Phew – what a scorcher! 11am in the study, window open, fan on, 35.4°C.
We are promised at least three more days like this. Admittedly, it is a little warm (temperatures broke 40°C yesterday and are promised to today also), but what a dreadful time to be without the camper!
The evenings are spectacular. Our one rainy day last week gave a superb sunset although, as you know, I prefer to look in the opposite direction.
Wednesday evening, looking south by southeast presented us with this exceptional image, including the rainbow that gave every impression of dumping a pot of gold right into the Twingo:
The double rainbow was stunning; the more so since we could see the whole bow – even if the camera lens was not quite wide enough to show it all. Looking east:
The parts for the camper arrived yesterday, exactly as ordered. Sadly, although the part numbers were the same, two of the critical parts, the distributor cap and the condenser, were nothing like what we needed. They were ordered by part number, correctly copied throughout the process, but differed considerably from the parts depicted in the Lucas catalogue. The catalogue is dated 1997, and I can only assume that the parts have been re-numbered or something. Having said that, I looked at the online catalogue and found that the parts recommended for the camper, based on model, derivative, year, engine type and engine size were nothing like those that came out of the vehicle. Perhaps they were substituted at manufacture (which can happen, remember the hassle we had and are still having with the Astra’s braking woes), or maybe one of the previous owners modified it.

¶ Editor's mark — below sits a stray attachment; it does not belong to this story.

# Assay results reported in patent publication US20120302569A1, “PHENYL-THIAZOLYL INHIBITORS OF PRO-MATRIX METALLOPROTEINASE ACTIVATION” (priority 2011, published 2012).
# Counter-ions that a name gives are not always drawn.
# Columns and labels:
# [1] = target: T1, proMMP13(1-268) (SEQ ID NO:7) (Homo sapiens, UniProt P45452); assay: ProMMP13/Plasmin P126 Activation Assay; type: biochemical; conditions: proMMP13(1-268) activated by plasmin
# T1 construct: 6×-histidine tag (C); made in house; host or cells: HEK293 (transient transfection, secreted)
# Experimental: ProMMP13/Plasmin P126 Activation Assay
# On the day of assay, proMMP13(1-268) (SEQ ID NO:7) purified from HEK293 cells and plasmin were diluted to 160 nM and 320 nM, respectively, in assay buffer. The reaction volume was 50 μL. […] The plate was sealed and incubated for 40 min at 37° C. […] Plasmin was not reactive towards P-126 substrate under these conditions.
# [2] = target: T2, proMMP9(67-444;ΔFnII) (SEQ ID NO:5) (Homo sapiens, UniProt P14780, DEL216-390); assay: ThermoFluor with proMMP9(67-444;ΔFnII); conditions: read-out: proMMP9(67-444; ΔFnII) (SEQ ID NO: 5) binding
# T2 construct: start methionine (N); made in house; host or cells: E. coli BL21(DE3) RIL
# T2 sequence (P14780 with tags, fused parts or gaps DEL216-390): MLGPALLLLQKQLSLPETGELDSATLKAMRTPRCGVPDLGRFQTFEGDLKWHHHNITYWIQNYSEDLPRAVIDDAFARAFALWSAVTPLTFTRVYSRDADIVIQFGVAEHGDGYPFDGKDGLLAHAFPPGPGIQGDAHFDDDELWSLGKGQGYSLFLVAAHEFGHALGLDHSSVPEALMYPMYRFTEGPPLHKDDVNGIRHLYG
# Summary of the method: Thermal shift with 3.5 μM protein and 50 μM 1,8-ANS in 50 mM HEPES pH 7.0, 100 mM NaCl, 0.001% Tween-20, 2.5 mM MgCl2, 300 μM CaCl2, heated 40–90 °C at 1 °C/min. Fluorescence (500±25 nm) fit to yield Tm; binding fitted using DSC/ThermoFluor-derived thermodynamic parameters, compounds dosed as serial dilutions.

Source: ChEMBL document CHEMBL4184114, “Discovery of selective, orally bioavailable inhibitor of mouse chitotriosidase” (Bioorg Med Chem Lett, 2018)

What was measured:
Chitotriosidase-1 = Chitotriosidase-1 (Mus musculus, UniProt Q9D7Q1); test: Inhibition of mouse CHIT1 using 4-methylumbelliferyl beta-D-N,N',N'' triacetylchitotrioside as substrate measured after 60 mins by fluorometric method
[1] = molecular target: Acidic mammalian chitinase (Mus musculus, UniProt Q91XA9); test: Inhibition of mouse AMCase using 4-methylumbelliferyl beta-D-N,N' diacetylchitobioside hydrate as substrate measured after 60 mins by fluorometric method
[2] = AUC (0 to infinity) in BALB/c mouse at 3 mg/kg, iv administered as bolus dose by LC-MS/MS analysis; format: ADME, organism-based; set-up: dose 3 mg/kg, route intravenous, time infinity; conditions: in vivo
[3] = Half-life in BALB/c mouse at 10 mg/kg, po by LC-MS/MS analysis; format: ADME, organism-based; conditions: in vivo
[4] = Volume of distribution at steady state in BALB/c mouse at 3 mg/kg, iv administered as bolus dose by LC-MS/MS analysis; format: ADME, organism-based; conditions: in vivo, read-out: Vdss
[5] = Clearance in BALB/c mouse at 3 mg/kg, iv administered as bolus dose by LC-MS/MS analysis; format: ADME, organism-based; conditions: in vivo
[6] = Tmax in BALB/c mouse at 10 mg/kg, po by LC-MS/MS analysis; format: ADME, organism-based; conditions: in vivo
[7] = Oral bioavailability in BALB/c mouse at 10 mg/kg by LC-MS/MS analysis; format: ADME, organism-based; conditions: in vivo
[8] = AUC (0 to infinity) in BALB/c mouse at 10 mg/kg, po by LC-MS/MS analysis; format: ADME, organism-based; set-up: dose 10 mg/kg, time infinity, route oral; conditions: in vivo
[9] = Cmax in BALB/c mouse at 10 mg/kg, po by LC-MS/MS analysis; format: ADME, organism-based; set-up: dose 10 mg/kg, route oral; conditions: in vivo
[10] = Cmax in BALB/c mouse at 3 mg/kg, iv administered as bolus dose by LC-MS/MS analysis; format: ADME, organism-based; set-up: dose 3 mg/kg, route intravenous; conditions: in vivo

There is no point trying to buy the parts on line for speed, as we have no way of positively identifying them. We shall need to go to the Renault dealer and wait for them to order them. That’s a job for tomorrow.
In other news, Adam had become a citizen of the United States, with all the rights and obligations that entails.
As I understand it, that does not affect his status as a British citizen, although he will not be entitled to British consular services in the United States (nor, I imagine, would he be entitled to US consular services in the UK) except to renew his British passport. I think it brilliant that he is committed to his chosen home to that extent and will be able to take part in their democratic processes. I also think it very good that, should he decide to travel, he can choose whether to be American or British, depending on which passport is more likely to be welcomed or which one does or does not require a visa. It is so nice to have choices.
Unlike people with broken campers, who cannot just choose to disappear for a few days!
71 days until our next big trip.